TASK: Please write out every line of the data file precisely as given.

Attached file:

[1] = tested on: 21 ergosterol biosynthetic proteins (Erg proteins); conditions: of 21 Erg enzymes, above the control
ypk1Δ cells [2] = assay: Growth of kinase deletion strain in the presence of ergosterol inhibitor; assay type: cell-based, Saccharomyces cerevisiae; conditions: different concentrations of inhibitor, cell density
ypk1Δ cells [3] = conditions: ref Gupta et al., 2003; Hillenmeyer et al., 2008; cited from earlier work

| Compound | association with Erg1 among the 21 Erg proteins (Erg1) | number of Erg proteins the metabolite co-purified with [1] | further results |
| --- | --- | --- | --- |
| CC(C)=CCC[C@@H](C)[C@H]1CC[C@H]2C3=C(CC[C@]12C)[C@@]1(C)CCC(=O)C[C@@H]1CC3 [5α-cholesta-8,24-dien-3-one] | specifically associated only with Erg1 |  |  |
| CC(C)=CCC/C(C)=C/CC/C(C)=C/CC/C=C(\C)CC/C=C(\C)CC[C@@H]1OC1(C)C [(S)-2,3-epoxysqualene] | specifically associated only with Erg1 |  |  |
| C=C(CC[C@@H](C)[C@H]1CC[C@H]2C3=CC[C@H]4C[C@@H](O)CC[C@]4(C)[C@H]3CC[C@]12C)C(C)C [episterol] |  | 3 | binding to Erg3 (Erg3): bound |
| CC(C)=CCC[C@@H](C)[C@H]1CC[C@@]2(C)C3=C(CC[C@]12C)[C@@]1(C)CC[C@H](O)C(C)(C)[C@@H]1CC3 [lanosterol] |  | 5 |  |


[1] = tested on: 21 ergosterol biosynthetic proteins (Erg proteins); conditions: of 21 Erg enzymes, above the control
ypk1Δ cells [2] = assay: Growth of kinase deletion strain in the presence of ergosterol inhibitor; assay type: cell-based, Saccharomyces cerevisiae; conditions: different concentrations of inhibitor, cell density
ypk1Δ cells [3] = conditions: ref Gupta et al., 2003; Hillenmeyer et al., 2008; cited from earlier work

| Compound | association with Erg1 among the 21 Erg proteins (Erg1) | number of Erg proteins the metabolite co-purified with [1] | further results |
| --- | --- | --- | --- |
| CC(C)=CCC[C@@H](C)[C@H]1CC[C@H]2C3=C(CC[C@]12C)[C@@]1(C)CCC(=O)C[C@@H]1CC3 [5α-cholesta-8,24-dien-3-one] | specifically associated only with Erg1 |  |  |
| CC(C)=CCC/C(C)=C/CC/C(C)=C/CC/C=C(\C)CC/C=C(\C)CC[C@@H]1OC1(C)C [(S)-2,3-epoxysqualene] | specifically associated only with Erg1 |  |  |
| C=C(CC[C@@H](C)[C@H]1CC[C@H]2C3=CC[C@H]4C[C@@H](O)CC[C@]4(C)[C@H]3CC[C@]12C)C(C)C [episterol] |  | 3 | binding to Erg3 (Erg3): bound |
| CC(C)=CCC[C@@H](C)[C@H]1CC[C@@]2(C)C3=C(CC[C@]12C)[C@@]1(C)CC[C@H](O)C(C)(C)[C@@H]1CC3 [lanosterol] |  | 5 |  |